Tuesday, February 27, 2024

Panning over Celestial 'Fossils': Globular Cluster NGC 1841 in Mensa | Hubble

Panning over Celestial 'Fossils': Globular Cluster NGC 1841 in Mensa | Hubble

This densely populated group of stars is the globular cluster known as NGC 1841. It is found within the Large Magellanic Cloud (LMC), a satellite galaxy to our Milky Way galaxy that lies about 162,000 light-years away. Satellite galaxies are galaxies that are bound by gravity in orbits around a more massive host galaxy. We typically think of our galaxy’s nearest galactic companion as being the Andromeda Galaxy, but it would be more accurate to say that Andromeda is the nearest galaxy that is not in orbit around the Milky Way galaxy. In fact, our galaxy is orbited by tens of known satellite galaxies that are far closer than Andromeda, the largest and brightest of these is the LMC. It is easily visible to the naked eye from the southern hemisphere (although this is decreasingly the case due to light pollution). 

The LMC is home to many globular clusters. These celestial bodies fall somewhere between open clusters—much less dense and tightly bound—and small, compact galaxies. Increasingly sophisticated observations have revealed the stellar populations, and other characteristics of globular clusters, to be varied and complex. It is not well understood how these tightly-packed clusters form. However, there are certain consistencies across all globular clusters. They are very stable and are capable of lasting a long time. Thus, they can be very old. This means that globular clusters often contain large numbers of very old stars. This makes them akin to celestial ‘fossils’. Just as fossils provide insight into the early development of life on Earth, globular clusters such as NGC 1841 can help us learn about very early star formation in galaxies.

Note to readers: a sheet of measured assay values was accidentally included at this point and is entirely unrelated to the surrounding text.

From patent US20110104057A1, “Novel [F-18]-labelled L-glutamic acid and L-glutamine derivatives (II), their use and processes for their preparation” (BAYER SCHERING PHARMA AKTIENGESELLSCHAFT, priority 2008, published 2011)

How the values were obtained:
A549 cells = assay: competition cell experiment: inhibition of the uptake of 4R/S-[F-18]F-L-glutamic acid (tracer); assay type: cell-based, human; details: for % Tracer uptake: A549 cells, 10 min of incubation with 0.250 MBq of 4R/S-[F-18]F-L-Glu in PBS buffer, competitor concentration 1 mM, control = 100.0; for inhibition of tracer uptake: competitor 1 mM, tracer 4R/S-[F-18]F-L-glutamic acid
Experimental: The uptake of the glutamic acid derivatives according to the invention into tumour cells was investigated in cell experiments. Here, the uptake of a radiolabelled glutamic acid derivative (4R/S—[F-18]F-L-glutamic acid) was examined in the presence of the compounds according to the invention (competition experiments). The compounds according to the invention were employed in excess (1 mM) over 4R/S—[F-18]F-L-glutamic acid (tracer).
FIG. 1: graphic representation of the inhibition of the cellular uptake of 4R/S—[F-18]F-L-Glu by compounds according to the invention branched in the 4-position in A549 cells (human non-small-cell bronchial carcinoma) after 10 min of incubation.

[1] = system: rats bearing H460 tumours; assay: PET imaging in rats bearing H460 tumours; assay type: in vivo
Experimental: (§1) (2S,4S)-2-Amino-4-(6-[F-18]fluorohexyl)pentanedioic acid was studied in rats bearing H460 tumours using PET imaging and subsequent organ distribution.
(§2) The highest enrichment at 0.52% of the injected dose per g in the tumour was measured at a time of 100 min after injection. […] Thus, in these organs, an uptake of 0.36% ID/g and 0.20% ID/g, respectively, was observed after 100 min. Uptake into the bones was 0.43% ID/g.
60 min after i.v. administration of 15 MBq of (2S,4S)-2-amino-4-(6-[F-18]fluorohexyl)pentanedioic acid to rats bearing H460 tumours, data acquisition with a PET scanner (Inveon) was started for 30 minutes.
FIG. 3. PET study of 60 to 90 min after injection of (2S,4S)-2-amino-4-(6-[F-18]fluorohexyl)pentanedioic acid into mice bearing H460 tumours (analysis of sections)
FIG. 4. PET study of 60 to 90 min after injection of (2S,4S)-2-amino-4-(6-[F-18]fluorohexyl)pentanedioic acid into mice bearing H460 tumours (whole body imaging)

Image Description: A cluster of stars. Most of the stars are very small and uniform in size. They are bluish and cluster more densely together towards the center of the image. A number appear larger in the foreground. The stars give way to a dark background at the corners.

Video Credit: European Space Agency (ESA)/Hubble & NASA, A. Sarajedini, F. Niederhofer, N. Bartmann 

Duration: 30 seconds

Release Date: Feb. 27, 2024

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